Monday, December 17, 2007


Though many will argue that ignorance does not mean bliss, for many baseball fans, they could do without a lot of the information they have heard, particularly that the greatest right-handed pitcher of the modern era probably used steroids.

The 409-page report issued by former senator George Mitchell implicated Roger Clemens as a steroid-user, detailing particularly interactions between Clemens and a trainer in Toronto and New York.

My personal reaction: This is the darkest day for baseball since I have been old enough to understand it. I was barely into T-ball when the Pete Rose gambling scandal hit the press. I do remember the 1994 strike, but my fondest baseball memories came post-strike anyway. Hands down, hearing that so many players "cheated" bummed me out more than any other scandal. But then I started to think. Did they really cheat?

The Clemens camp vehemently denied the accusations, but the detailed testimony of Clemens' former trainer would be tough to fabricate. Clemens himself has remained silent on the issue, speaking through his lawyer. That fact alone makes him guilty in the court of public opinion.

The report also confirmed what we already knew: Barry Bonds used steroids from the BALCO lab, though his story is still "he didn't know they were steroids." A federal jury will determine that.

Ex-Cleveland Indians David Justice and David Segui were mentioned in the report, marking the only Indians from the power-hitting "glory days" to have accusers, a bit of a surprise to me. (In a cynical, vindicative way, I was clamoring for my childhood hero Jim Thome to be named.) The only saving grace for the Tribe is that none of their traning staff has ever been subpoenaed, leaving most of the limelight to ballplayers who made careers in New York or the Bay Area, as Miguel Tejada, Jose Canseco, Mark McGwire and Jason Giambi all used while playing for the Oakland A's.

I have some baseball-enthusiast friends who have minimalized the report's release, saying, "Everyone was using back then. We'd rather not know about it and just try to forget the whole thing ever happened."

Baseball, though, is a sport that survives based on the fact that we can't forget what happens. It's a sport that built its popularity on records and numbers, records and numbers that are inevitably skewed by an era of rampant performance-enhancing drug use.

Though not named in the Mitchell Report, Tribe pitcher Paul Byrd confessed to human growth hormone use in 2002. Though HGH is on the banned substance list now, it wasn't then, and Byrd maintains he took the substance at the advice of a doctor and because he was recovering from elbow surgery.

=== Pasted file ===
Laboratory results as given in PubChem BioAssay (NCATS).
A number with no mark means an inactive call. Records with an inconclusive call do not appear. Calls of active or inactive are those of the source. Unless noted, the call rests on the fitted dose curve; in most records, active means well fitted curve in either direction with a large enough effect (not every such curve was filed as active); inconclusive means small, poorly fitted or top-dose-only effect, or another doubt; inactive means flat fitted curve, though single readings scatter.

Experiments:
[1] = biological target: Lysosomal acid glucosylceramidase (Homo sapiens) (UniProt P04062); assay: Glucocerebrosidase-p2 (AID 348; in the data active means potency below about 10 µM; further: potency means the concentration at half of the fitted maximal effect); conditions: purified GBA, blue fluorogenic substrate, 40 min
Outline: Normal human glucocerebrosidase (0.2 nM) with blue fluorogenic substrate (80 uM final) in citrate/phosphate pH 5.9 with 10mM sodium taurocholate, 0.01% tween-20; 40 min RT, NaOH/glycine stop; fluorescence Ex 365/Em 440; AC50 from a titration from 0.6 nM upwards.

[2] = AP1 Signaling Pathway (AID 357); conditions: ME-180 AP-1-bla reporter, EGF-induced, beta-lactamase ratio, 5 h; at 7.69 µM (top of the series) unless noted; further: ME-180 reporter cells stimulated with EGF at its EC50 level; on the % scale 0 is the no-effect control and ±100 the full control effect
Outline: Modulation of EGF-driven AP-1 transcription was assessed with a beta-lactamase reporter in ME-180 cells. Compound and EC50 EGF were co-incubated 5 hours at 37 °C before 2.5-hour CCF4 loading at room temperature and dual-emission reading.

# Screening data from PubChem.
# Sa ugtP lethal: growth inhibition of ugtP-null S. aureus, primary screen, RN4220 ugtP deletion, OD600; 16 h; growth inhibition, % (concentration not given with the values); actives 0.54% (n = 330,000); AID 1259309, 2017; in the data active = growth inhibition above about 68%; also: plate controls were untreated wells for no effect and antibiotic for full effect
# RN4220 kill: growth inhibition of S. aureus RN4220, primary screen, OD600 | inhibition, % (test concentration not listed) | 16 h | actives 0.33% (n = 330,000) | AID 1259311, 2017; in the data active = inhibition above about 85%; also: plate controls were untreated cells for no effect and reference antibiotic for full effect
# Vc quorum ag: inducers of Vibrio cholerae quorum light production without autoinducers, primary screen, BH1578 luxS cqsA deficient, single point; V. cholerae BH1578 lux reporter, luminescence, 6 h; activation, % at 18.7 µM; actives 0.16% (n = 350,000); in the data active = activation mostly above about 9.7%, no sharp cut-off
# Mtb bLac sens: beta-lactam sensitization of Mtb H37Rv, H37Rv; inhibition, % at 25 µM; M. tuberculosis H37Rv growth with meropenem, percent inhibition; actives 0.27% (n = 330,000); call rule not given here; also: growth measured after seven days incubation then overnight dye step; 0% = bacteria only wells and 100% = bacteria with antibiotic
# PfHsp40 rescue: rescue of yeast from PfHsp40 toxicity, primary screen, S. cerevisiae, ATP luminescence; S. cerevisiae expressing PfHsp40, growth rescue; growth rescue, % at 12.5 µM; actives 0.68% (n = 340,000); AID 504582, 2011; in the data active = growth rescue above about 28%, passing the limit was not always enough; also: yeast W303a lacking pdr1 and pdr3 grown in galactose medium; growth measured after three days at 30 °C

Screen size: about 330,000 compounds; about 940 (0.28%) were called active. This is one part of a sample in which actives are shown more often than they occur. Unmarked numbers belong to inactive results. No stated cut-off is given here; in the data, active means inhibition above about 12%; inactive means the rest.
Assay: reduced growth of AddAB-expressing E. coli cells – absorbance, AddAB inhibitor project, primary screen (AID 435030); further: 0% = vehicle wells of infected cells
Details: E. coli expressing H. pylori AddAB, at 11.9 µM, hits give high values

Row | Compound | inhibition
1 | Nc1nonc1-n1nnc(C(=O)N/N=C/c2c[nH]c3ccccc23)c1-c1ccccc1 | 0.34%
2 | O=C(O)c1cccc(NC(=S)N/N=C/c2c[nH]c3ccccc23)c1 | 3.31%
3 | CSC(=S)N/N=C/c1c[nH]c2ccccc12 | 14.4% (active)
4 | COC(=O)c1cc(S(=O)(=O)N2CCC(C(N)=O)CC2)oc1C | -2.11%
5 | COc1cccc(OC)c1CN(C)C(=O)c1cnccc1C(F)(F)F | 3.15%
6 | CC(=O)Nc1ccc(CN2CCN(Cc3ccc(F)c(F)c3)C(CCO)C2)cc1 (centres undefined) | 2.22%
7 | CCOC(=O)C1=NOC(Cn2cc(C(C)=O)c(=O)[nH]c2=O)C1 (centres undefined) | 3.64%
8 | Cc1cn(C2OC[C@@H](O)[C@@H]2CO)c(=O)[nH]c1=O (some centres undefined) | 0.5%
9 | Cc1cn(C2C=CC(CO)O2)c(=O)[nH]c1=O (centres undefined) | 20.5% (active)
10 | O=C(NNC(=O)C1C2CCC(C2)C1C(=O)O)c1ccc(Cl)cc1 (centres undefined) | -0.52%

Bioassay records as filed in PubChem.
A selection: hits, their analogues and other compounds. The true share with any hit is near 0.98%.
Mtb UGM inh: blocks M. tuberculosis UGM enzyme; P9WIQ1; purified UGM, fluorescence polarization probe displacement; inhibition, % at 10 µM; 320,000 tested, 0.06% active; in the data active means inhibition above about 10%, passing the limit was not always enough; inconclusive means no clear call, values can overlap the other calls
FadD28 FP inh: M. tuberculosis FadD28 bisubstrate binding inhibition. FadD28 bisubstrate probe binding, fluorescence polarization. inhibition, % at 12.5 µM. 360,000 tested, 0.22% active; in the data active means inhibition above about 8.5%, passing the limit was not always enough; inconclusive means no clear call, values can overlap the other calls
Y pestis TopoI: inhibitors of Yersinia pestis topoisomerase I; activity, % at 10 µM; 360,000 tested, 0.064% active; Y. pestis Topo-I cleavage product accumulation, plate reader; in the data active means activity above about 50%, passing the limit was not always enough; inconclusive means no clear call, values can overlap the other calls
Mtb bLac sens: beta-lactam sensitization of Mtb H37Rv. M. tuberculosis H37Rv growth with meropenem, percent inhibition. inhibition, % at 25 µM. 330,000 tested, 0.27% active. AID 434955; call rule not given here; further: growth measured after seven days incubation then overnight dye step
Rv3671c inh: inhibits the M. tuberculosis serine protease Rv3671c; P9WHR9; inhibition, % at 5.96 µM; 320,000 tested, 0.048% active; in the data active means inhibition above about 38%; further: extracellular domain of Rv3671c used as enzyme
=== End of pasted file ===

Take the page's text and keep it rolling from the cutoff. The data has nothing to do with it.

Did he cheat? That's dicey. It really depends on whom you ask.

If you ask me, and if you're reading this, you essentially are, "cheating" is a knowing and intentional breaking of rules to give one an advantage. The rules on steroid use in baseball have toughened, and the number of violations has decreased (though reported violations have gone up because of positive testing.) This "stuff" coming out of the woodwork from years ago comes from times when the banned substance list contained many loopholes and a unified message of "We don't do this thing in baseball" was absent. Of course, then, that some of the world greatest competitors who depend on on-field performance will push the limits of legality. They will take whatever means they can to gain an advantage.

Commissioner Bud Selig gets the "response" half-right. The plan to test for steroids is fine. The plan to retro-actively punish active players for use in the past (possible suspension of Andy Petitte et. al.) is wrong. The game has changed, and it is closer to the pure, innocent game Americans love, and some integrity has been restored. We have to accept that like there was a Dead Ball Era, there was also a Steroids Era. Little by little, that era is ending.

It's tough for me, though, because I fell in love with the game during that era, and I'm left knowing more about my childhood heroes than I wanted to know.

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Monday, December 03, 2007


As my roommate Jimmy, a Chagrin Falls native, and I looked on, Browns quarterback Derek Anderson tossed a 37-yard pass to to tight end Kellen Winslow II with the game on the line. Trailing 27-21, the Browns had been able to push only as far as the Cardinals' 37 on their last drive. We moved from our upper deck seats to the endzone into which the Browns were driving, hoping to see some magic.

We almost did. Perhaps, we should have.